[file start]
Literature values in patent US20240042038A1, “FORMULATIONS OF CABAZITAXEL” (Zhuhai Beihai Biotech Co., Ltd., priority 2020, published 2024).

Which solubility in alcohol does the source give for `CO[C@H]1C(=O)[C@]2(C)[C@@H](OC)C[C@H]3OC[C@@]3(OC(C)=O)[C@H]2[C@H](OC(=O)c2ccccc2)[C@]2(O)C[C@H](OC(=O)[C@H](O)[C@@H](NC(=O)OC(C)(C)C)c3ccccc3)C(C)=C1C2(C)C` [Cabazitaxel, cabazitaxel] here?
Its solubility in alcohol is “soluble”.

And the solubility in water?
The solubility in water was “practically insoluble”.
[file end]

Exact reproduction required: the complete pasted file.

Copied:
Literature values in patent US20240042038A1, “FORMULATIONS OF CABAZITAXEL” (Zhuhai Beihai Biotech Co., Ltd., priority 2020, published 2024).

Which solubility in alcohol does the source give for `CO[C@H]1C(=O)[C@]2(C)[C@@H](OC)C[C@H]3OC[C@@]3(OC(C)=O)[C@H]2[C@H](OC(=O)c2ccccc2)[C@]2(O)C[C@H](OC(=O)[C@H](O)[C@@H](NC(=O)OC(C)(C)C)c3ccccc3)C(C)=C1C2(C)C` [Cabazitaxel, cabazitaxel] here?
Its solubility in alcohol is “soluble”.

And the solubility in water?
The solubility in water was “practically insoluble”.